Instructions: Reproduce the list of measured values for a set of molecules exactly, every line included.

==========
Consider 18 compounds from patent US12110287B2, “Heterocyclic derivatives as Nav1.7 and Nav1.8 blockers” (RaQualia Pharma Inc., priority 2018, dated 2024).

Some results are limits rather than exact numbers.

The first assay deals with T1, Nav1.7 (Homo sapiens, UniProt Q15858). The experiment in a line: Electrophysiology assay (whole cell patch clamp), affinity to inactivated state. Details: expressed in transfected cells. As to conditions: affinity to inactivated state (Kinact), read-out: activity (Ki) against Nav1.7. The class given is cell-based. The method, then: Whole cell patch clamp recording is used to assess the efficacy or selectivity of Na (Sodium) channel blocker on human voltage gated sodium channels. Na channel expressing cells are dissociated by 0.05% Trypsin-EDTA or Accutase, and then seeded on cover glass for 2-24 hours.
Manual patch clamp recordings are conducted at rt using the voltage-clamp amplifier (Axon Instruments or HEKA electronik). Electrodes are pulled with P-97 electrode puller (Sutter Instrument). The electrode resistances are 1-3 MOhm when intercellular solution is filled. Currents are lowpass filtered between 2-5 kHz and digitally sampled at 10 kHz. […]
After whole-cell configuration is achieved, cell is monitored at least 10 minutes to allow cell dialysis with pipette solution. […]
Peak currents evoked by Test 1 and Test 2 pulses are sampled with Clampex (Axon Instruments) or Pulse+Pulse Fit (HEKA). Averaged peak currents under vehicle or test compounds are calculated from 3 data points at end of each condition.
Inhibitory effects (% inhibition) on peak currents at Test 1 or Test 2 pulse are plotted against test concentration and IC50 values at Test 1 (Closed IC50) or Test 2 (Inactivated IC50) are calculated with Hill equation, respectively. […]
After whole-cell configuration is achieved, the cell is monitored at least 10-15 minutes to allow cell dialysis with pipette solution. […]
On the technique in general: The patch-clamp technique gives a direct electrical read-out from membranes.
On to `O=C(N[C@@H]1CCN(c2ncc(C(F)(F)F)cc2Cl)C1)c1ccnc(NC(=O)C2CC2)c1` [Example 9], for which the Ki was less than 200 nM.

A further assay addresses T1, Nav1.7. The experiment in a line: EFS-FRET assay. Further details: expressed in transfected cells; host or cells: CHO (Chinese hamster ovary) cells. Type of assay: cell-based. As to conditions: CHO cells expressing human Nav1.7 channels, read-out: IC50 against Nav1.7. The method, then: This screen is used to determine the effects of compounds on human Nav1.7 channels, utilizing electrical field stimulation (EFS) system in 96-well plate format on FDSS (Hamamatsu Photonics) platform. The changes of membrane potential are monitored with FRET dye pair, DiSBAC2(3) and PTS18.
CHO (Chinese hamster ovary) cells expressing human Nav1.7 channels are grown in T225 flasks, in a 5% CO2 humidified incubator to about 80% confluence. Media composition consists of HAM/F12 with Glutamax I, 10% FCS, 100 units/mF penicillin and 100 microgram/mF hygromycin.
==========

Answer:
Consider 18 compounds from patent US12110287B2, “Heterocyclic derivatives as Nav1.7 and Nav1.8 blockers” (RaQualia Pharma Inc., priority 2018, dated 2024).

Some results are limits rather than exact numbers.

The first assay deals with T1, Nav1.7 (Homo sapiens, UniProt Q15858). The experiment in a line: Electrophysiology assay (whole cell patch clamp), affinity to inactivated state. Details: expressed in transfected cells. As to conditions: affinity to inactivated state (Kinact), read-out: activity (Ki) against Nav1.7. The class given is cell-based. The method, then: Whole cell patch clamp recording is used to assess the efficacy or selectivity of Na (Sodium) channel blocker on human voltage gated sodium channels. Na channel expressing cells are dissociated by 0.05% Trypsin-EDTA or Accutase, and then seeded on cover glass for 2-24 hours.
Manual patch clamp recordings are conducted at rt using the voltage-clamp amplifier (Axon Instruments or HEKA electronik). Electrodes are pulled with P-97 electrode puller (Sutter Instrument). The electrode resistances are 1-3 MOhm when intercellular solution is filled. Currents are lowpass filtered between 2-5 kHz and digitally sampled at 10 kHz. […]
After whole-cell configuration is achieved, cell is monitored at least 10 minutes to allow cell dialysis with pipette solution. […]
Peak currents evoked by Test 1 and Test 2 pulses are sampled with Clampex (Axon Instruments) or Pulse+Pulse Fit (HEKA). Averaged peak currents under vehicle or test compounds are calculated from 3 data points at end of each condition.
Inhibitory effects (% inhibition) on peak currents at Test 1 or Test 2 pulse are plotted against test concentration and IC50 values at Test 1 (Closed IC50) or Test 2 (Inactivated IC50) are calculated with Hill equation, respectively. […]
After whole-cell configuration is achieved, the cell is monitored at least 10-15 minutes to allow cell dialysis with pipette solution. […]
On the technique in general: The patch-clamp technique gives a direct electrical read-out from membranes.
On to `O=C(N[C@@H]1CCN(c2ncc(C(F)(F)F)cc2Cl)C1)c1ccnc(NC(=O)C2CC2)c1` [Example 9], for which the Ki was less than 200 nM.

A further assay addresses T1, Nav1.7. The experiment in a line: EFS-FRET assay. Further details: expressed in transfected cells; host or cells: CHO (Chinese hamster ovary) cells. Type of assay: cell-based. As to conditions: CHO cells expressing human Nav1.7 channels, read-out: IC50 against Nav1.7. The method, then: This screen is used to determine the effects of compounds on human Nav1.7 channels, utilizing electrical field stimulation (EFS) system in 96-well plate format on FDSS (Hamamatsu Photonics) platform. The changes of membrane potential are monitored with FRET dye pair, DiSBAC2(3) and PTS18.
CHO (Chinese hamster ovary) cells expressing human Nav1.7 channels are grown in T225 flasks, in a 5% CO2 humidified incubator to about 80% confluence. Media composition consists of HAM/F12 with Glutamax I, 10% FCS, 100 units/mF penicillin and 100 microgram/mF hygromycin.